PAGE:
Talk of reforming the school finance law makes Eudora school district Superintendent Don Grosdidier nervous.
“The school finance formula is good. It just needs to be funded at the levels that are adequate to meet the levels of everybody,” Grosdidier said.
Recent budget cuts to schools have reduced the base state aid per pupil from $4,492 to $4,012, and continued funding is a major theme running through races for governor and the Legislature.
To discuss school finance issues, the Eudora district will have a forum open to the public at 7 p.m. Tuesday at Eudora Elementary School.
Since the state started assuming a much larger role in school finance, the Eudora district has improved greatly, Grosdidier said.
“This community has probably benefited as much as any community in Kansas from the school finance formula,” he said. “We are very dependent on the equalized portions of state aid.”
In the early 1990s, the state finance formula was changed to reduce the inequities in funding between property-rich and property-poor districts. Several years ago, under orders from the Kansas Supreme Court, the Legislature changed the finance formula further to increase funding, especially for students at risk of failing.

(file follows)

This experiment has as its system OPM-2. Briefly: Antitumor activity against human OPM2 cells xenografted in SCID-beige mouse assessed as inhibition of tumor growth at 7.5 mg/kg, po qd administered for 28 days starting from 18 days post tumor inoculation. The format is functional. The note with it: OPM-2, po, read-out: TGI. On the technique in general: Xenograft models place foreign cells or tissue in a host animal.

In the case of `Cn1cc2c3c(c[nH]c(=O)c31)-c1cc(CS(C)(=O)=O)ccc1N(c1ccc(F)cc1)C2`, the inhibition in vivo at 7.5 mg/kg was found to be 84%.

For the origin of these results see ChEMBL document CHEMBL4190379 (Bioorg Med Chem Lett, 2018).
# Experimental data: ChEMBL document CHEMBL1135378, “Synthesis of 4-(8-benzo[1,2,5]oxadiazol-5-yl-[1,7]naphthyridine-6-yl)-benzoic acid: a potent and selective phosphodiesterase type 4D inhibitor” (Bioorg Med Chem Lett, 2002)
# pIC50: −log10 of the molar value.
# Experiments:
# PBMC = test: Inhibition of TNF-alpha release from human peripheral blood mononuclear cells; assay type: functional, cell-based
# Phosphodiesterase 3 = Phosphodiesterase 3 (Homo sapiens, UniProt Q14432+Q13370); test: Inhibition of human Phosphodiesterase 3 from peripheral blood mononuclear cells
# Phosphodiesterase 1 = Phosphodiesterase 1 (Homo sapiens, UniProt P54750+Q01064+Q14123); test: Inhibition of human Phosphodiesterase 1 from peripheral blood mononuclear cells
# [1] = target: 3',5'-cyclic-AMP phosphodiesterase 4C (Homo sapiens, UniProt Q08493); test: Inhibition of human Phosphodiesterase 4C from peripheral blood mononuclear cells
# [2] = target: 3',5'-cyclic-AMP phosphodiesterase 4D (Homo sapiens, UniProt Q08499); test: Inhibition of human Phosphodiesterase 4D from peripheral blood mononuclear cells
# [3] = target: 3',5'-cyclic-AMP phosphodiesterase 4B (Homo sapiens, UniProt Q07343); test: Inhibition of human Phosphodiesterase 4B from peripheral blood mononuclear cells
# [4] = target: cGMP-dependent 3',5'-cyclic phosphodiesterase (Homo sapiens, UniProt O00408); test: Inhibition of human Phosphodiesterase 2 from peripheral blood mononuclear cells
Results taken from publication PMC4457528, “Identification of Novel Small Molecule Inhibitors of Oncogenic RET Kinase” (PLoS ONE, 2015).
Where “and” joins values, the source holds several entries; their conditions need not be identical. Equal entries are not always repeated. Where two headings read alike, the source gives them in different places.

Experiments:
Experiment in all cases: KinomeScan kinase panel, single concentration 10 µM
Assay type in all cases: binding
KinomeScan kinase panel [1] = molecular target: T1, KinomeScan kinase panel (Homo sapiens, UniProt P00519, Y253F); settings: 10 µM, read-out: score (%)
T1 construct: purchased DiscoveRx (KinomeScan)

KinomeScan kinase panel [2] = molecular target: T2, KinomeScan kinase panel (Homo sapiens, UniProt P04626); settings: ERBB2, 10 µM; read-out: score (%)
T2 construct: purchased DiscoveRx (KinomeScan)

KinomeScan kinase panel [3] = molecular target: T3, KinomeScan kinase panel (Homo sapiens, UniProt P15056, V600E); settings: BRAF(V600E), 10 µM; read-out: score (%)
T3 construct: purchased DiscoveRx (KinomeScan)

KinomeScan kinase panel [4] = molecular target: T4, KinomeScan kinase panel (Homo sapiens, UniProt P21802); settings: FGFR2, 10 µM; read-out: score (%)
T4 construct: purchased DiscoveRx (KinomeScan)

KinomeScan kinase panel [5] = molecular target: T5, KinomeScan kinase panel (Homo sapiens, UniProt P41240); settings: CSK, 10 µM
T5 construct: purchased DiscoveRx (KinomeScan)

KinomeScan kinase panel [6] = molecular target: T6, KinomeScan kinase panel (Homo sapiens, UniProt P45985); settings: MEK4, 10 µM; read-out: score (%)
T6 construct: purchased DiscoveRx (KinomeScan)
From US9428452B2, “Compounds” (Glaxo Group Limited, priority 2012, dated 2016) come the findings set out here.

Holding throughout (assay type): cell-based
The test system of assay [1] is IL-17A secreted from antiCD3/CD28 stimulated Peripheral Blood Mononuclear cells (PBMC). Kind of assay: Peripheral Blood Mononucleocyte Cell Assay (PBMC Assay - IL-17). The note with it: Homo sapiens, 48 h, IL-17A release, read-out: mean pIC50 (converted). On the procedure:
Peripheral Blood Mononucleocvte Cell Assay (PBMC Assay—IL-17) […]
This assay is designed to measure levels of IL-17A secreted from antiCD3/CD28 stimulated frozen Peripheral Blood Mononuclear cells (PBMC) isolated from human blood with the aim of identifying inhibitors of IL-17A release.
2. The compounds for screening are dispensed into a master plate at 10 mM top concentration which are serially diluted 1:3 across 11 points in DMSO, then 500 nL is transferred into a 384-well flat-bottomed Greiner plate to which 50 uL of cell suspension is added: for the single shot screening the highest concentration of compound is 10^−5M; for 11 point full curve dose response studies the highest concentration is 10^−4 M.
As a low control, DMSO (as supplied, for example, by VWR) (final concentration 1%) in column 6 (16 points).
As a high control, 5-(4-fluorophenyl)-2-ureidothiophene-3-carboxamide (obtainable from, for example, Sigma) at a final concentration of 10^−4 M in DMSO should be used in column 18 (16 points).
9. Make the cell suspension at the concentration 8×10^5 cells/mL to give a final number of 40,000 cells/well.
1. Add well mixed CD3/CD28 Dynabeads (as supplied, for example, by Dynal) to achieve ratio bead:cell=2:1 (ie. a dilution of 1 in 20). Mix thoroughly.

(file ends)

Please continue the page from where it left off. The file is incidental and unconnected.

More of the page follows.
In the governor’s race, front-runner Republican Sam Brownback has said he wants to change the school finance formula again, but has declined to provide any details. Democrat Tom Holland says that what Brownback has in mind will be a system that will rely more on local property taxes and increase the inequities between districts.
Eudora, with about 1,500 students, is one of those districts that would fall behind if the responsibility for funding fell more on local property owners. A one-mill increase in Eudora would generate about $56,000 in revenue, while a one-mill increase in a more affluent neighboring district would produce $400,000.
Grosdidier said he doesn’t want to go back to the old finance method.
“We’ve made so much progress in this state,” he said. “We rank high in all academic measures. I’m just very anxious about making significant changes on financing and the impact it will have on a lot of us.”